Psychotherapy: Practical Issues and Problems in Nigeria — 12 Months Experience
In the treatment of mental illness especially psychoneuroses, pharmacotherapy is frequently combined with psychotherapy of various forms: individual, group, family or behaviour modification (Klerman, 1976). In Nigeria, psychotherapy of any form as a treatment modality either in out-patient or in-patient population has not been popular in orthodox hospital settings. However, the traditional African culture of the extended family system has always provided a psychotherapeutic milieu for dealing with personality difficulties. Thus, organized individual, group and family psychotherapy has always been practiced in one form or another by elder clansmen or traditional healers.
KeywordsTraditional Healer Clinical Psychologist Psychotherapeutic Intervention Psychotherapy Session Psychiatric Social Worker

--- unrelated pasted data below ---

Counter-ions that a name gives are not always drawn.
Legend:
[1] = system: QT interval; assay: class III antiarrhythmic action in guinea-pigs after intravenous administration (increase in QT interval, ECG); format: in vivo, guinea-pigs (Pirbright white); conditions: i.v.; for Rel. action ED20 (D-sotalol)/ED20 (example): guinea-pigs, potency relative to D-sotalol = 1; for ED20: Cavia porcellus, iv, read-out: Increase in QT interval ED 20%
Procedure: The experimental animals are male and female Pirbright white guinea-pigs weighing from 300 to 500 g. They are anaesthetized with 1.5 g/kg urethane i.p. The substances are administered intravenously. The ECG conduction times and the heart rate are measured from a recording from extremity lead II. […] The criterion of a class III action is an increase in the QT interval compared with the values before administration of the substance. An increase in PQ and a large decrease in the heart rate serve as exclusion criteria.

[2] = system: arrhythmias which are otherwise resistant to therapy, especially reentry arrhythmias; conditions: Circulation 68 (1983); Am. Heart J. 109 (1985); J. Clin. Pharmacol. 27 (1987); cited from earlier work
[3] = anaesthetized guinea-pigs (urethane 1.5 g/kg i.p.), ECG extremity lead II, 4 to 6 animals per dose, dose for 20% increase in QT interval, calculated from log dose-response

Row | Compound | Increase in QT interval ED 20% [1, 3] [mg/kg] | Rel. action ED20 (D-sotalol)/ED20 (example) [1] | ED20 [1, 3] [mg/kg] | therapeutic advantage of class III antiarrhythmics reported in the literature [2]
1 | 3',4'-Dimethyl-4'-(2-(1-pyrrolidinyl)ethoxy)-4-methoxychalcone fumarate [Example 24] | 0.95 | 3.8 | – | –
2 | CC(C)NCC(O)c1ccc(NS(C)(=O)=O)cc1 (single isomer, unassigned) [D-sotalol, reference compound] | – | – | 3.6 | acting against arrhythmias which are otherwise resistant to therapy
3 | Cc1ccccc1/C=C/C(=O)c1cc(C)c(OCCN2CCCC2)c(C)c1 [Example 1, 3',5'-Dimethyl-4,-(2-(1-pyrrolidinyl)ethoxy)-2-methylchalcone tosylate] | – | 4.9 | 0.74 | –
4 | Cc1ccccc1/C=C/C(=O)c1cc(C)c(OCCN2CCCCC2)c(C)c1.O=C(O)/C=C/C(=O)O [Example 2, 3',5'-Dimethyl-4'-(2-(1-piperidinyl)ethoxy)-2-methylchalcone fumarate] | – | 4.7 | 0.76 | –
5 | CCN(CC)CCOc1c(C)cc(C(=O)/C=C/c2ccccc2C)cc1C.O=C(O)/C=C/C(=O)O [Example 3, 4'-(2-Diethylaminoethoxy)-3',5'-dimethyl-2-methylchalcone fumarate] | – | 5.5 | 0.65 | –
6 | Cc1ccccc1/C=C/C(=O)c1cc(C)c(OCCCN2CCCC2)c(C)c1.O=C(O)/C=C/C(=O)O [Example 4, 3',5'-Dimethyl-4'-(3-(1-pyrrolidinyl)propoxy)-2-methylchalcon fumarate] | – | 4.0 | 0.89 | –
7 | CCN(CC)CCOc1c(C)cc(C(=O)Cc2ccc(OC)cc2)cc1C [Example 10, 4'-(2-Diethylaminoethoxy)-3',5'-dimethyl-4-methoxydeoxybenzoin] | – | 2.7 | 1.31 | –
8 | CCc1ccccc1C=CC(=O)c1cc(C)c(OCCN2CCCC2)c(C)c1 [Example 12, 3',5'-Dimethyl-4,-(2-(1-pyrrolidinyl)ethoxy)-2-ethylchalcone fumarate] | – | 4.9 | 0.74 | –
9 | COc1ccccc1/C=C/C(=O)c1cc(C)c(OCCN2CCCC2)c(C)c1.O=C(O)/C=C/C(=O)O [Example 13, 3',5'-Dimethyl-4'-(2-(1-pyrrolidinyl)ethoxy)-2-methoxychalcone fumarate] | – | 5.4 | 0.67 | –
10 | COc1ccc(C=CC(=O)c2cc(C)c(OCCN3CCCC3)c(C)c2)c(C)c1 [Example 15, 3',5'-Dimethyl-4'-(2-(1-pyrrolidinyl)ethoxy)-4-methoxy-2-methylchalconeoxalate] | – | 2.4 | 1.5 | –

Unable to display preview. Download preview PDF.
- Ellis, A., (1975), The Essentials of Rational-Emotive Therapy. In Counseling and Psychotherapy: Classics on Theories and Issues. Ard, B.N. (ed) Science and Behaviour Books, Inc.: Palo Alto.Google Scholar
- Jegede, R.O. and Olatawura, M.O. (1977). Problems of Psychotherapy in Changing Societies. The African Journal of Psychiatry — 3 (1 & 2): 75–80.Google Scholar
- Kiev, A. (1972). Transcultural Psychiatry. New York: MacMillan Co.Google Scholar
- Klerman, G.L. (1976). Psychoneurosis: Integrating Pharmacotherapy and Psychotherapy. In Successful Psychotherapy. Claghorn, J.L. (ed.) New York: Bruner/Mazel.Google Scholar
- Leighton, M. et al. (1963), Psychiatric Disorders Among the Yoruba New York: Cornell U. Press.Google Scholar
- Pela, O.A. (1980). Pharmapsychotherapy. Nigerian Journal of Clinical Psychology. In Press.Google Scholar
- Wolberg, L.R. (1967) The Technique of Psychotherapy. New York: Grune and Stratton.Google Scholar